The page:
05 Feb. 21


Faucets are little, yet crucial, parts of your
house. When they work normally, you
probably do not believe much about them. If not, the
choice over faucet repair or replacement can be uncertain.
Usually, kitchen and bathroom faucets can last 10 years or more, but this
depends on many
elements. Hard water or more regular usage
can decrease a faucet's lifespan. If
you're undecided on fixing or replacing a loud,
spouting, or leaking faucet, continue reading for some
valuable guidance.
Should You Repair It?
Numerous issues are fixable
since faucets featured
replaceable parts. Common
problem points include O-rings. An O-ring is a
piece of rubber that fits around the valve stem; it can end up being
loose or damaged through regular wear and tear.
Corroded valve seats can disrupt the seal that
avoids water from leaking. A valve seat links the
compression system to the cartridge. Harmed or loose
washers can occur with regular usage, while worn inlet
and outlet seals in disk cartridge faucets can cause trouble as well.
The most typical faucet problems needing
repairs include:
Leaks/Drips: A leak is typically the first
indication internal parts are wearing down or failing. If
a leak happens from under the handle, a used O-
ring may need to be replaced. If the faucet is
leaking, a rusty valve seat or loose washer might
be the cause. Leaks can also occur internally, which can
cause an inaccurate mixture of hot and cold water. According to the U.S. Environmental Protection Agency, a
leaky faucet, at one drip per 2nd, can waste over
3,000 gallons per year.1 This is one reason why leaky
faucet repair is so crucial.

Irregular Water Circulation: The stream of water from a faucet
must be constant. If the water is instead
spitting, sputtering, or spraying, there might be internal damage. Call an expert to examine and repair the system.
Irregular circulation can be brought on by a
clogged aerator filter or air that has collected in water lines. Waiting on repairs can result in additional
damage that could have been avoided.
Squeaking Sounds: If the handle squeaks when turned, and
applying grease does not solve the
problem, a repair is needed. Squeaking is
typically caused by used
threads in the faucet handle, however it can be triggered
by a loose washer too. The valve stem may be worn
out, causing loose parts to flap around. High water
pressure can cause the faucet to squeal, or there
may be debris lodged in the pipes or the faucet itself.
Low Water Pressure: While low water pressure can show a
water line break or sewage system line
clog, it might also be brought on by a clogged aerator or cartridge. Debris and mineral
deposits can decrease water pressure; this is a likely
circumstance if the issue is limited to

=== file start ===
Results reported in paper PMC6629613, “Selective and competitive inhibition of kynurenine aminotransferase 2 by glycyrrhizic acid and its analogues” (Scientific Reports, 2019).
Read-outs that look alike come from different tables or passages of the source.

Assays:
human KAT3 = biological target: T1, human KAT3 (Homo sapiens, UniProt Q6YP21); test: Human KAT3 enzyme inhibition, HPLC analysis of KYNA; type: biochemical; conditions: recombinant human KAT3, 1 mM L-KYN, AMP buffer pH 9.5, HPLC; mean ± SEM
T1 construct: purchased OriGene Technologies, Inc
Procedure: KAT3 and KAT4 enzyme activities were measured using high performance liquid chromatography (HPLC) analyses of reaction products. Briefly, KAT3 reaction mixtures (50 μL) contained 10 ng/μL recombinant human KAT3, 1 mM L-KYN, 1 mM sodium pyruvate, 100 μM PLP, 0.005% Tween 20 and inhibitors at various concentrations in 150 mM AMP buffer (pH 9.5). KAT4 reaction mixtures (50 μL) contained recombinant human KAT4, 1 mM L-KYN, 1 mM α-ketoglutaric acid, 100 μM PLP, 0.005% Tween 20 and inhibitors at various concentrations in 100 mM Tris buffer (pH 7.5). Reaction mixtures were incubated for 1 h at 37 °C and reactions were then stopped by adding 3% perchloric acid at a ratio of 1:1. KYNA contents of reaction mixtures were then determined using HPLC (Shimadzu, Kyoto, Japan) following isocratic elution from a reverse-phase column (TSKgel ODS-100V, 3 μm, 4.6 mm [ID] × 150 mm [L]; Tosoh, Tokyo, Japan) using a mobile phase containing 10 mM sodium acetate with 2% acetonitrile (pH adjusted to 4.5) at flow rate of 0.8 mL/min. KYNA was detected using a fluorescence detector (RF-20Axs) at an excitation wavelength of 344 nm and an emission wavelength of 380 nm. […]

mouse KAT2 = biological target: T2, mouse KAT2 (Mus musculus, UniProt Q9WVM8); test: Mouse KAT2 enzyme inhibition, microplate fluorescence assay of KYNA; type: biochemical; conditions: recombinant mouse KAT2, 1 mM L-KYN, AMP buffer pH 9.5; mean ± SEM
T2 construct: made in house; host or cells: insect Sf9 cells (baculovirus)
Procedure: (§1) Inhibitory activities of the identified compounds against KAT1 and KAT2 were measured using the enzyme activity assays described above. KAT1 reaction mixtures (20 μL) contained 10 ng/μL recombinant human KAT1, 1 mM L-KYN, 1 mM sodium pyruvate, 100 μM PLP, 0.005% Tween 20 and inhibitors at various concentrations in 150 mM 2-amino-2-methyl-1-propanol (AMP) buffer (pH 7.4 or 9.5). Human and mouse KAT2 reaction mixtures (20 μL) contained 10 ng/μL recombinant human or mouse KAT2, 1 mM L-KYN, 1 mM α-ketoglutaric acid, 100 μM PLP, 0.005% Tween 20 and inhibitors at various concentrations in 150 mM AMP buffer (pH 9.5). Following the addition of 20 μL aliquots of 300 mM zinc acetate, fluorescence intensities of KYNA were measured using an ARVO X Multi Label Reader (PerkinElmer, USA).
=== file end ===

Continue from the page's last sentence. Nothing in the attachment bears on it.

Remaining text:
just one faucet. Other causes can consist of crushed or kinked
supply lines under the sink, limiting the flow of water to
the faucet.
A plumber who has
detected the issue and has the
proper parts can repair a restroom faucet in
anywhere from 30 to 60 minutes.2 Repair costs depend
upon the part, the kind of faucet, and the extent of the
What Kind of Faucet Do You Have?
The type and brand of faucet you have will affect your
decision. Premium faucets are
typically ensured for life, with replacement parts
available simply by asking the manufacturer
for them. High end brand names like Mohn, GROHE, and
ROHL will change parts for free. The other
consideration is the type of faucet you have, which
can be a:
Ball Faucet: Many frequently installed in kitchen areas, it has many parts, making it
vulnerable to leaks. An internal ball controls the
circulation of water.

Disk Faucet: A modern-day design that
blends cold and hot water in an unique
chamber, and manages water volume via
2 ceramic disks, it does not often require repairs.
Cartridge Faucet: A single- or double-handle faucet used in the
normal bathroom sink. Motion is
smooth and consistent without any pressure
required to turn off the faucet.
Compression Faucet: The handle (and, in turn, the washer) needs
to be tightened up to close the water circulation. This
design is utilized in utility sinks and is regularly discovered in older houses.
Should You Change It?
This includes not just parts and materials but also
labor.3 Faucet replacement typically costs more than
repairs, but that depends upon your
distinct situations. In most cases, it is more economical to change a leaky
faucet, specifically if it is old or has been repaired
numerous times.
A few factors to think about replacement over
faucet repair include:
Repair work cost more than replacing the faucet,
especially if you can pay for a higher
quality brand name that provides a
guarantee and/or replacement parts for free.
Frequent repairs are required, which can
increase the expense enough that changing the faucet is a
more cost-efficient
Your components are old and, even if repaired, are more
likely to need extra repairs in the
future, with no assurance of enduring performance.
You desire a more effective system; older faucets can
perform at 3 to 5 gallons per minute, while modern, efficient
ones often do not surpass 2.5
gallons per minute.
You don't like your fixtures; replacing your
faucets can be an important upgrade to your
house, particularly if you're
refurbishing or plan to sell it in the future.

The sink or counter surface may be harmed;
to restore it, you may require to also replace your
faucet, whether there's something bad with it or not.
It is very important to understand
when to repair or change a faucet, as challenging as
the choice can be. The best choice will
prevent more extreme damage. Consult with a plumbing
professional as soon as possible if you have a leaky or otherwise
damaged faucet.
Faucet & Leak Repairs in Pacoima
How to Protect Your Home From Leaky Faucets in Pacoima